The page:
What is especially interesting about today’s exhibition is the fact that it counts on people who came not only with knowledge but also with their own mobile devices. So you are here and you are in front of your own computers again.
How to show net art in the real space? Another eternal question
OFFLINE ART is not Aram’s first answer to it. Three years ago, he conceptualized Speed Shows, an exhibition format that suggested renting an Internet café for one evening and opening online works on computers in a standard browser with standard preferences. It was a great gesture and I’m happy that these series of events still happen all over the world, because it is important to go to Internet cafés, to sit at least once in a while in front of a public computer. It was great for net art because a standard computer with a standard browser is a natural atmosphere. It is much healthier than installations and custom built objects around a work that only needs a browser. “Net.art never died! It just moved to your local Internet-shop!” was the motto of the series. The paraphrased motto of OFFLINE ART could be “net.art never died! It just moved to your local network!”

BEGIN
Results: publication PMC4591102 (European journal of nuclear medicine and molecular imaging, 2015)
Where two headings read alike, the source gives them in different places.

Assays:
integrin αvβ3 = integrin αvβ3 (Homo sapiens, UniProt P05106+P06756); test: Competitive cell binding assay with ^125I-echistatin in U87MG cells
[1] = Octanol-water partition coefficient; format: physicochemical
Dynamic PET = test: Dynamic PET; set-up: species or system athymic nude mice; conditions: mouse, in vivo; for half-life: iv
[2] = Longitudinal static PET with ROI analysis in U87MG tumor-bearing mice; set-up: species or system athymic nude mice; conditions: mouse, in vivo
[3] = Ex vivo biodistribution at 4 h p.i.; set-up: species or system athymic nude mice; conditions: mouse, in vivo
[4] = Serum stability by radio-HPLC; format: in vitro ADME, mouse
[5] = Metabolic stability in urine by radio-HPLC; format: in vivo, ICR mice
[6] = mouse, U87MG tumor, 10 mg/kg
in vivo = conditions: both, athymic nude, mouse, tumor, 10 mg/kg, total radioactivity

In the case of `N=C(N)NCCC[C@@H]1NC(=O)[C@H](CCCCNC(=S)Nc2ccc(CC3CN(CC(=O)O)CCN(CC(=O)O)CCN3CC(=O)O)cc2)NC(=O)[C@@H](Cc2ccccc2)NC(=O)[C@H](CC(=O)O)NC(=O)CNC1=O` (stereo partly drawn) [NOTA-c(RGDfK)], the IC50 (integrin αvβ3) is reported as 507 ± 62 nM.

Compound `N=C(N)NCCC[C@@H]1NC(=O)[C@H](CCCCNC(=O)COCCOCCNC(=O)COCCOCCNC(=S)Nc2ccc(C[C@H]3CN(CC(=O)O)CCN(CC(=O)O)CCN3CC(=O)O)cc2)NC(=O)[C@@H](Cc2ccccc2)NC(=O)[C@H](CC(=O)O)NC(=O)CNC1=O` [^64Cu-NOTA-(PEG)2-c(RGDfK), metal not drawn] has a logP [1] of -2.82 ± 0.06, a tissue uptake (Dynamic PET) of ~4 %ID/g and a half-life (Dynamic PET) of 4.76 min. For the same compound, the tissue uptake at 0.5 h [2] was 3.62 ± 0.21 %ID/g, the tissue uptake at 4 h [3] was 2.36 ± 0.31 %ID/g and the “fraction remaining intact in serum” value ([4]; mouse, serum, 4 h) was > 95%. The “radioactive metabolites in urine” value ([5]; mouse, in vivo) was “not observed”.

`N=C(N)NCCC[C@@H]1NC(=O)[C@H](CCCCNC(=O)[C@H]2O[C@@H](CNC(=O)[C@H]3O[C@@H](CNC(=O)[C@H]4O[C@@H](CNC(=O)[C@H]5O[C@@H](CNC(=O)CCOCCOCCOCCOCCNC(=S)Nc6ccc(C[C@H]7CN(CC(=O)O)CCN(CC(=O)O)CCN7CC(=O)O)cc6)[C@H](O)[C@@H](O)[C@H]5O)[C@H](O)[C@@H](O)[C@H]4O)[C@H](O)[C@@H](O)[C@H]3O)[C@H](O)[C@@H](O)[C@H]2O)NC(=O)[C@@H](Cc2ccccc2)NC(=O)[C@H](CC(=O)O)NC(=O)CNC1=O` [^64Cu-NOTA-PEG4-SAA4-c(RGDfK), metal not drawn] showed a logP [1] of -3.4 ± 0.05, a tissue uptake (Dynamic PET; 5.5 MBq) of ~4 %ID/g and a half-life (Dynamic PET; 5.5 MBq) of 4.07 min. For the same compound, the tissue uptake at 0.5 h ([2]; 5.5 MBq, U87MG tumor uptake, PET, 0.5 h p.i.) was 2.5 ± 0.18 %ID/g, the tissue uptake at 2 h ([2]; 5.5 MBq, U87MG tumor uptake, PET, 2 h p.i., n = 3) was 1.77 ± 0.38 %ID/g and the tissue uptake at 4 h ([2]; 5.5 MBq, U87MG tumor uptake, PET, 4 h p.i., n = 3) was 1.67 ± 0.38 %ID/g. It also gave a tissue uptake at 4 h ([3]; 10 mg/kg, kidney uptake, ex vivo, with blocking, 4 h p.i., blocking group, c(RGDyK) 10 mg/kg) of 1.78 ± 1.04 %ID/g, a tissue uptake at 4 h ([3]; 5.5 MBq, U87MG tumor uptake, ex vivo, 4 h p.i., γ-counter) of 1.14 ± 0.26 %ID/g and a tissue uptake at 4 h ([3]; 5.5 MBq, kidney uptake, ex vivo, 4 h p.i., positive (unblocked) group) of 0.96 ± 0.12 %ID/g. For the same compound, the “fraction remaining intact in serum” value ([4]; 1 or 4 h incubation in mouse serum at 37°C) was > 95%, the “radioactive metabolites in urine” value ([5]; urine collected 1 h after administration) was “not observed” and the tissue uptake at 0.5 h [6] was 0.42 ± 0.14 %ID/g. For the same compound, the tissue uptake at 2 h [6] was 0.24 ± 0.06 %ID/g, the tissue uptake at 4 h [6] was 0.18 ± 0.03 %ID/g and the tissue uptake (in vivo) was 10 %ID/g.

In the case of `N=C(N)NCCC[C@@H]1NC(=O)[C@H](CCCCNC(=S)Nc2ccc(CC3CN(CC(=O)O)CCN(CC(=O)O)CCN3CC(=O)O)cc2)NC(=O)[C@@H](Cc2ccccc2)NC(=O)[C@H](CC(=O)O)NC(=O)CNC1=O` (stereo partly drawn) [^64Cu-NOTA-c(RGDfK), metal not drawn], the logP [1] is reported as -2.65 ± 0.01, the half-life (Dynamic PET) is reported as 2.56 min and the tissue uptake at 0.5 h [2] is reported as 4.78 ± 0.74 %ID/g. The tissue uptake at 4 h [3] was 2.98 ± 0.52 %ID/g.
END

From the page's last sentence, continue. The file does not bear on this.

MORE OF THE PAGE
Once again, Aram suggests showing (distributing) the works through standard devices – Wi-Fi routers. They are modified, though. One router, one artist, one work of art: one network per artist. It is elegant and almost absurd.
This can be very attractive for collectors, who were always warned that you couldn’t buy net art; for this, you’ll have to buy the whole network. Well, here it comes, the artwork and the network.
I’m sorry if it sounds a bit sarcastic, but it is not because I’m against selling. I think, and I have repeated this for fifteen years, that selling web art is easy. Any other art form is more problematic than a web-based one, especially when it comes to pragmatic and legal issues. Additionally, there are so many ways to do it, so many ways to reshape and re-contextualize, to keep and collect. OFFLINE ART is an example of how it can be done.
We can try to see today whether this setting works and how it works. Will you look at the router or will you look at the work it is transmitting? Will you go through one router to another, or stay for hours in front of one? Will you keep the files you’ve downloaded on your devices and transfer them to your nextphone or overwrite them immediately?
You can access the works of twelve artists who belong to the tradition of web art through the routers, and then buy the routers. For OFFLINE ART, Aram selected classic and new works that play with web culture and browser aesthetics. They are all accessible through browsers, not apps. I think it is great to do this in 2013, because at this moment it looks like apps are taking other, but it is not true. Web designers and browsers will adjust to the small screens in the near future and the Web will once again become the environment we are in, even on mobile phones.
As soon as you connect your devices to each of the routers you will get a beautiful piece of web art. The exhibition itself is a wonderful net art project. Thank you for paying attention to both, for keeping both movements alive
Olia Lialina, 21 February 2013
Images courtesy Aram Bartholl, check out the whole album here.